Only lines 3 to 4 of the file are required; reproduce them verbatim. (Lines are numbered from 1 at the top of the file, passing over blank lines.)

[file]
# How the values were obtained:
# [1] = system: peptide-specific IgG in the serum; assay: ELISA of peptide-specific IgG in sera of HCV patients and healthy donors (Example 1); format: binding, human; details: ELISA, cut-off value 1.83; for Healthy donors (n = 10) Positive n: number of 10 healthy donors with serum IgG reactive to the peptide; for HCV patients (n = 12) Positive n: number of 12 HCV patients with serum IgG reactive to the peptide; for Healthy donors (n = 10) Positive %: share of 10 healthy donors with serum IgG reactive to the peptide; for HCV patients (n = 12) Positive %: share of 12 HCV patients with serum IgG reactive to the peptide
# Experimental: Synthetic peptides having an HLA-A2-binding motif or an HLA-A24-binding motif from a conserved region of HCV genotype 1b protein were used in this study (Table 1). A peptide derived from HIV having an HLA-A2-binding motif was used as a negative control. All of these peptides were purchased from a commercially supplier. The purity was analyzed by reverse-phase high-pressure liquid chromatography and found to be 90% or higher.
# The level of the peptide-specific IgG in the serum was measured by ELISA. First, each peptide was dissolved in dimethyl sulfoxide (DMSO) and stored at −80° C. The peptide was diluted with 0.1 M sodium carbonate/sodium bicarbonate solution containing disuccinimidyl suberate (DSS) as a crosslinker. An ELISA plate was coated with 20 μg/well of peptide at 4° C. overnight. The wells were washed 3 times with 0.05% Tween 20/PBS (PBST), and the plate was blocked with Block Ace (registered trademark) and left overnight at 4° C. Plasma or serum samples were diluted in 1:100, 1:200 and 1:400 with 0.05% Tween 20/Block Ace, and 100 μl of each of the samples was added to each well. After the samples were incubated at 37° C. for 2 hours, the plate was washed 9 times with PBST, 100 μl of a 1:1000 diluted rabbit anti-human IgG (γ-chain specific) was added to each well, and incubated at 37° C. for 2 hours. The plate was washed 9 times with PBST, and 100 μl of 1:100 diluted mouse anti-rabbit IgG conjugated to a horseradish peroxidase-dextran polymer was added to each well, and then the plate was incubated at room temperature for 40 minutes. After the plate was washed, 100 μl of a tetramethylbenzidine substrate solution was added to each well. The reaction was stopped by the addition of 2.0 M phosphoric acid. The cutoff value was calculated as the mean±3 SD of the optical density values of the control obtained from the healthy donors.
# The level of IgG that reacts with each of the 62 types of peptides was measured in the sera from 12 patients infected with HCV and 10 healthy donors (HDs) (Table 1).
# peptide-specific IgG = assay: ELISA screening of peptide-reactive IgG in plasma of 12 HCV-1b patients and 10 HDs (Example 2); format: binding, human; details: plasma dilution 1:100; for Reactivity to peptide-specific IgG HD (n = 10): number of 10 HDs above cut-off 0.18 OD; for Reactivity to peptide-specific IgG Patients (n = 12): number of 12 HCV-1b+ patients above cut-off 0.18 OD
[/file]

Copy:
# Experimental: Synthetic peptides having an HLA-A2-binding motif or an HLA-A24-binding motif from a conserved region of HCV genotype 1b protein were used in this study (Table 1). A peptide derived from HIV having an HLA-A2-binding motif was used as a negative control. All of these peptides were purchased from a commercially supplier. The purity was analyzed by reverse-phase high-pressure liquid chromatography and found to be 90% or higher.
# The level of the peptide-specific IgG in the serum was measured by ELISA. First, each peptide was dissolved in dimethyl sulfoxide (DMSO) and stored at −80° C. The peptide was diluted with 0.1 M sodium carbonate/sodium bicarbonate solution containing disuccinimidyl suberate (DSS) as a crosslinker. An ELISA plate was coated with 20 μg/well of peptide at 4° C. overnight. The wells were washed 3 times with 0.05% Tween 20/PBS (PBST), and the plate was blocked with Block Ace (registered trademark) and left overnight at 4° C. Plasma or serum samples were diluted in 1:100, 1:200 and 1:400 with 0.05% Tween 20/Block Ace, and 100 μl of each of the samples was added to each well. After the samples were incubated at 37° C. for 2 hours, the plate was washed 9 times with PBST, 100 μl of a 1:1000 diluted rabbit anti-human IgG (γ-chain specific) was added to each well, and incubated at 37° C. for 2 hours. The plate was washed 9 times with PBST, and 100 μl of 1:100 diluted mouse anti-rabbit IgG conjugated to a horseradish peroxidase-dextran polymer was added to each well, and then the plate was incubated at room temperature for 40 minutes. After the plate was washed, 100 μl of a tetramethylbenzidine substrate solution was added to each well. The reaction was stopped by the addition of 2.0 M phosphoric acid. The cutoff value was calculated as the mean±3 SD of the optical density values of the control obtained from the healthy donors.